Competition was heavy for the Outlet’s six million acres, less school land and public land. Alf estimated more than 100,000  people were infected with “Strip Fever” that day running “hell-bent for leather” for the squares of 160-acre allotments that could accommodate less than 40,000 homesteads. He knew that more than half of those in the race would go home empty-handed and he was determined not to be one of them.


Alpha told about an elderly lady who fell off her horse ahead of him. He said she rolled a hundred yards or so then quickly jumped up with her flag in her hand and staked her claim.  Alf kept on going and drove his claim stake on land three miles east and one mile north of present-day Wakita.


He marked his corners, found the rocks with the land description on them and planned to ride to the Enid Land Office the next morning to file his claim 

Alf hadn’t seen or heard anything from Will. That night it was cold and damp.   Alf didn’t have a scrap of bread to eat or a blanket to make a bedroll, because the food and supplies were all in the wagon with Will’s family.  Still, Alf knew he had to stay right there to defend his new land from claim jumpers who might try to say they staked the corners first, and anyway there weren’t any restaurants or grocery stores in the territory back then.


With no food or even a bedroll, he stretched out on the damp ground, laid his head on the saddle and fell asleep holding the pony’s bridle reins.  Alf planned to look for his brother’s family in the morning on his way to the land office. In the middle of the night a prairie thunderstorm hit with a fury.  Fierce lightning and loud thunder raked the shelterless lad.   Alf’s little black pony “spooked” and ran away.  Now Alf was not only alone, but also afoot.   In later years he said “the next morning a wiser young man gathered up sticks and wood for a campfire.”  He finally got a fire going with the damp wood, but he was so chilled he said it was noon before he felt warm.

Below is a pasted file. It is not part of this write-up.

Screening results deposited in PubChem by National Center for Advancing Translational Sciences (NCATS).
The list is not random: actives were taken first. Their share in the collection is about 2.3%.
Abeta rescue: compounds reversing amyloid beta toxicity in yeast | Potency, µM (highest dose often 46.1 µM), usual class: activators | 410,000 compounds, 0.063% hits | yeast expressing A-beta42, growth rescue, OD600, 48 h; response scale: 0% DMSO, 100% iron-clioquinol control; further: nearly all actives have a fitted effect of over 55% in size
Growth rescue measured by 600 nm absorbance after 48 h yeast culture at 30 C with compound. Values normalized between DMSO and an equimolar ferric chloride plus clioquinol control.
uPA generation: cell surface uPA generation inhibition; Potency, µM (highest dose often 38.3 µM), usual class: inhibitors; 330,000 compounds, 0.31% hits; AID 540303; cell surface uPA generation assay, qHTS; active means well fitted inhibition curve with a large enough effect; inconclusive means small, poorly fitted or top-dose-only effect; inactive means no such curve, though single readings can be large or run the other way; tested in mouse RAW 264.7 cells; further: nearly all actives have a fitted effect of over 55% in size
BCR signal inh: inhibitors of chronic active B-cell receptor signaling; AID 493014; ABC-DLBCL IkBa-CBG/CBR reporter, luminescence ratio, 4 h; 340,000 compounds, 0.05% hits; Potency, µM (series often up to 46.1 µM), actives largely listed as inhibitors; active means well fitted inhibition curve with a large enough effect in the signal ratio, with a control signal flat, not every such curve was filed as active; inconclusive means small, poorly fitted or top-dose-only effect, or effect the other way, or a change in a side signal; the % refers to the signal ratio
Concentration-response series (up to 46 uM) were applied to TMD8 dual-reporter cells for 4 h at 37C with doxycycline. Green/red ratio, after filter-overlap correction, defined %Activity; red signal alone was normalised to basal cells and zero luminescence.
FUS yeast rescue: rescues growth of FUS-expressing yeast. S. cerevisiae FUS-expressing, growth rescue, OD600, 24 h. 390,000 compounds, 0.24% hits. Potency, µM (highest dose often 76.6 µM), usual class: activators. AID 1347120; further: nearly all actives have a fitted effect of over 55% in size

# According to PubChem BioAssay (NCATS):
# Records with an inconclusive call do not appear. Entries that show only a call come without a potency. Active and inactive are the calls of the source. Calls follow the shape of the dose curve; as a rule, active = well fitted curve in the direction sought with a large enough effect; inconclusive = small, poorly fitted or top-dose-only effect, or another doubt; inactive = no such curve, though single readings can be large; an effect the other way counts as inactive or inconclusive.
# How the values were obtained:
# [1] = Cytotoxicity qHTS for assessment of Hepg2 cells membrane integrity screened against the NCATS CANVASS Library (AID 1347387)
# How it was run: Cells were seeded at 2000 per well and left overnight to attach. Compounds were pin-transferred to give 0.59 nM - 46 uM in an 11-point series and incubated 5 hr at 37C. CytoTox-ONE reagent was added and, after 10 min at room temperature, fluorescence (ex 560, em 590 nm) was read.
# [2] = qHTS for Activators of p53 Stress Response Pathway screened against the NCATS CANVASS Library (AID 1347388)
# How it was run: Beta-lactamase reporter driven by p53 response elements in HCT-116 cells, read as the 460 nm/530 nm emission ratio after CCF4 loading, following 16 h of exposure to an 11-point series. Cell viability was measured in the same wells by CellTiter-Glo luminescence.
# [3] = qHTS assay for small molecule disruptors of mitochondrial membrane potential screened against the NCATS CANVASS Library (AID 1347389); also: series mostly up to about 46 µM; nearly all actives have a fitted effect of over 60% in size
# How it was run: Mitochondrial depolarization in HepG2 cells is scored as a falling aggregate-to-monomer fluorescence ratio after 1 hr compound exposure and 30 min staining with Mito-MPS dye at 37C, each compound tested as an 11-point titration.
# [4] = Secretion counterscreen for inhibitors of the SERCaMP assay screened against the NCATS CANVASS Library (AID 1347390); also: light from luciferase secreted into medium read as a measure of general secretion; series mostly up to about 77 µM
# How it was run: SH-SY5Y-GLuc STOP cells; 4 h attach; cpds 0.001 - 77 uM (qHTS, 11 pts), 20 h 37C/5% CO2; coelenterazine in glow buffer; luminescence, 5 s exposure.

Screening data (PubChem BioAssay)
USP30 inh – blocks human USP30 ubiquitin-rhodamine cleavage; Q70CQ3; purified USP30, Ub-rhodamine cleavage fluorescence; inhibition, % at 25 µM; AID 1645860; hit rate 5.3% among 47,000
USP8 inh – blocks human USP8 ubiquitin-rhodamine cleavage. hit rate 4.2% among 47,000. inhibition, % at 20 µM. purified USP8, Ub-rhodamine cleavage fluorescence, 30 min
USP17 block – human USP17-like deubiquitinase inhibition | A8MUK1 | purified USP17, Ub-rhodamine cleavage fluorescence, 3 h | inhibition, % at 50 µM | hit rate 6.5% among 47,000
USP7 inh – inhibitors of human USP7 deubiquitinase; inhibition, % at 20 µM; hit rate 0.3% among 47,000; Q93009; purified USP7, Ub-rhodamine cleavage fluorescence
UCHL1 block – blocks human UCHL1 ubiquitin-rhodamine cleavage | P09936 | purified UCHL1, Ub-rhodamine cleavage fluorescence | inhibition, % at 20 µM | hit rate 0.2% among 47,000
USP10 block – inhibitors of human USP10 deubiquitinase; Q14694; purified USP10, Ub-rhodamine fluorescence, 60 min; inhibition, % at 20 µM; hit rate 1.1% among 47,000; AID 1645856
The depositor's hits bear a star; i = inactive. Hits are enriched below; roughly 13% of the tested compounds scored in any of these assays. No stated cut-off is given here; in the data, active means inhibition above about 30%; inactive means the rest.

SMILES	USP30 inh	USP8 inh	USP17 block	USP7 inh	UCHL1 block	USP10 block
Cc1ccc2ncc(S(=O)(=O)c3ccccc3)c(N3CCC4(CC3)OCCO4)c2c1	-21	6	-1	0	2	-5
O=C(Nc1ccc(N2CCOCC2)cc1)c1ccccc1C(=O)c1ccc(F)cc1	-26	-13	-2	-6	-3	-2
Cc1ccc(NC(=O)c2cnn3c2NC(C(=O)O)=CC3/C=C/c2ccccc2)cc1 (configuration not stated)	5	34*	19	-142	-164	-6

Just as Alf shuffled off to Enid, he had a good surprise. His brother Will rode up with the team and wagon. Will had not been able to get a homestead, so they all agreed to share Alf’s claim and “prove it up” together.


Alf didn’t see his beloved pony again for more than a year. The man who captured Little Black gave Alf a chance to buy him back, and “the wiser young man” gladly paid the asking price.


Across the road south from the Branch brothers’ land near Wakita, was the claim of a German family, John and Elizabeth Barr. Alpha fell in love with the Barr’s youngest girl, Addie Matilda “Tillie” Barr. Tillie agreed to marry Alf, but times were hard and the young couple had to wait until Alf had a crop in 1896 and harvested enough ear corn to sell at Medford to pay for the marriage license. Alf and his bride rented another piece of farmland from the John Cleason family where they lived in the “improvement” — a one room “soddy” house.


After three years or so, Alf and Will Branch decided they had enough “starving out” on the 160-acre claim and they sold a relinquishment for about  $1,250, considered a fair price at the time.


Unfortunately for Alpha Branch, the land they sold in Grant County sprouted oil wells in time, while the rocky ground in Harper County grew rattlesnakes and dry holes. Still, it provided a good living for the family and kept their table supplied with vegetables and beef. 











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A Little Old Sod Shanty ...

Soddy:  Alpha C. and Matilda (Barr) Branch with their first child, Carl, posed in front of their sod home near Wakita about 1900. They were luckier than many homesteaders. They had a wood roof and floor, a solid wood door, and real glass windows.  Matilda, known as Tillie or Tilda by the family, was a prize-winning quilter and used her colorful quilts to decorate the house.  Her Lone Star red and white quilt (pictured) won blue ribbons in five different state fairs. She sewed curtains for the windows and made the little dress coat and hat for her son, all with tiny hand-stitched seams. She did not get her treadle sewing machine until several years later when they had a good wheat crop. (click on the photo above to see more sod houses)